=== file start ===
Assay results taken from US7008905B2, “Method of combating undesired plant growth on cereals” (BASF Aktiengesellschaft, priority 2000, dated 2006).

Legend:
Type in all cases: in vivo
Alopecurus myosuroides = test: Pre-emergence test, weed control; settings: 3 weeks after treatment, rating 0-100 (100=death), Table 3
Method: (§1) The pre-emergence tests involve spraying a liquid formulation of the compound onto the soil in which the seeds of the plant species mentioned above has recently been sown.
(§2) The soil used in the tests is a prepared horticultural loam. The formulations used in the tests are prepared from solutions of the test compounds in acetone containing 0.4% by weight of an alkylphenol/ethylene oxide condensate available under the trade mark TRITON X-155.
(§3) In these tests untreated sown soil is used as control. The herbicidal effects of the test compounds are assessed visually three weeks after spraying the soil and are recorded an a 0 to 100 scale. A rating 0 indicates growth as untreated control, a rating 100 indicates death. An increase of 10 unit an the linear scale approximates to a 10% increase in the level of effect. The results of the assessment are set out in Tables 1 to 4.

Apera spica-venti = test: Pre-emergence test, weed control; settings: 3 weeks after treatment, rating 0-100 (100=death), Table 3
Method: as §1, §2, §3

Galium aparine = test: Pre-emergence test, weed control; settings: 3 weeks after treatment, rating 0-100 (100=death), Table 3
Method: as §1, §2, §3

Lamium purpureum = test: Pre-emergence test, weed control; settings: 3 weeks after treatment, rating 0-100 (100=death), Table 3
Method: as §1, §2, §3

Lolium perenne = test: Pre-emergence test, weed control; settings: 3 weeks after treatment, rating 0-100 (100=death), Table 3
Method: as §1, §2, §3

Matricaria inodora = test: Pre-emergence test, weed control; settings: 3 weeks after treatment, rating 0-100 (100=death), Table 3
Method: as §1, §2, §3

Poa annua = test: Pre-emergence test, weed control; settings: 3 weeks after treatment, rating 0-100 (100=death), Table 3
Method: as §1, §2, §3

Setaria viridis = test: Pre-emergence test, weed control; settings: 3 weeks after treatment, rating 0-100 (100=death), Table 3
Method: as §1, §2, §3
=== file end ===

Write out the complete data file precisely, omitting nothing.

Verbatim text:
Assay results taken from US7008905B2, “Method of combating undesired plant growth on cereals” (BASF Aktiengesellschaft, priority 2000, dated 2006).

Legend:
Type in all cases: in vivo
Alopecurus myosuroides = test: Pre-emergence test, weed control; settings: 3 weeks after treatment, rating 0-100 (100=death), Table 3
Method: (§1) The pre-emergence tests involve spraying a liquid formulation of the compound onto the soil in which the seeds of the plant species mentioned above has recently been sown.
(§2) The soil used in the tests is a prepared horticultural loam. The formulations used in the tests are prepared from solutions of the test compounds in acetone containing 0.4% by weight of an alkylphenol/ethylene oxide condensate available under the trade mark TRITON X-155.
(§3) In these tests untreated sown soil is used as control. The herbicidal effects of the test compounds are assessed visually three weeks after spraying the soil and are recorded an a 0 to 100 scale. A rating 0 indicates growth as untreated control, a rating 100 indicates death. An increase of 10 unit an the linear scale approximates to a 10% increase in the level of effect. The results of the assessment are set out in Tables 1 to 4.

Apera spica-venti = test: Pre-emergence test, weed control; settings: 3 weeks after treatment, rating 0-100 (100=death), Table 3
Method: as §1, §2, §3

Galium aparine = test: Pre-emergence test, weed control; settings: 3 weeks after treatment, rating 0-100 (100=death), Table 3
Method: as §1, §2, §3

Lamium purpureum = test: Pre-emergence test, weed control; settings: 3 weeks after treatment, rating 0-100 (100=death), Table 3
Method: as §1, §2, §3

Lolium perenne = test: Pre-emergence test, weed control; settings: 3 weeks after treatment, rating 0-100 (100=death), Table 3
Method: as §1, §2, §3

Matricaria inodora = test: Pre-emergence test, weed control; settings: 3 weeks after treatment, rating 0-100 (100=death), Table 3
Method: as §1, §2, §3

Poa annua = test: Pre-emergence test, weed control; settings: 3 weeks after treatment, rating 0-100 (100=death), Table 3
Method: as §1, §2, §3

Setaria viridis = test: Pre-emergence test, weed control; settings: 3 weeks after treatment, rating 0-100 (100=death), Table 3
Method: as §1, §2, §3